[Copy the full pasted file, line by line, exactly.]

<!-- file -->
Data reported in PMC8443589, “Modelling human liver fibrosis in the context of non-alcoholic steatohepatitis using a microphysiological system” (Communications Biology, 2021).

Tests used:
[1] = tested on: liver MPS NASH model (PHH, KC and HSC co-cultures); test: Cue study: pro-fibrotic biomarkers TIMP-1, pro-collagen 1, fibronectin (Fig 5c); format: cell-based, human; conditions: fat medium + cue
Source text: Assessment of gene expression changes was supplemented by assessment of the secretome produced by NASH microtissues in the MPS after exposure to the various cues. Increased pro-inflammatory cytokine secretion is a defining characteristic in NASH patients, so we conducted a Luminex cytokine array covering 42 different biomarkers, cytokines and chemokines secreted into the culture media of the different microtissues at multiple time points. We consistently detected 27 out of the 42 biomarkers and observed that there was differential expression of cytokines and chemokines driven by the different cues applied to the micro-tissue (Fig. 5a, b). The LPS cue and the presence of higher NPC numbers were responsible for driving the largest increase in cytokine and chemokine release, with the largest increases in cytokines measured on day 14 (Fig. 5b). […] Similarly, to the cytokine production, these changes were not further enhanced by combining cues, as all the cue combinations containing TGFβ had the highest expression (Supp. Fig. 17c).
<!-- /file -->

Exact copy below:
Data reported in PMC8443589, “Modelling human liver fibrosis in the context of non-alcoholic steatohepatitis using a microphysiological system” (Communications Biology, 2021).

Tests used:
[1] = tested on: liver MPS NASH model (PHH, KC and HSC co-cultures); test: Cue study: pro-fibrotic biomarkers TIMP-1, pro-collagen 1, fibronectin (Fig 5c); format: cell-based, human; conditions: fat medium + cue
Source text: Assessment of gene expression changes was supplemented by assessment of the secretome produced by NASH microtissues in the MPS after exposure to the various cues. Increased pro-inflammatory cytokine secretion is a defining characteristic in NASH patients, so we conducted a Luminex cytokine array covering 42 different biomarkers, cytokines and chemokines secreted into the culture media of the different microtissues at multiple time points. We consistently detected 27 out of the 42 biomarkers and observed that there was differential expression of cytokines and chemokines driven by the different cues applied to the micro-tissue (Fig. 5a, b). The LPS cue and the presence of higher NPC numbers were responsible for driving the largest increase in cytokine and chemokine release, with the largest increases in cytokines measured on day 14 (Fig. 5b). […] Similarly, to the cytokine production, these changes were not further enhanced by combining cues, as all the cue combinations containing TGFβ had the highest expression (Supp. Fig. 17c).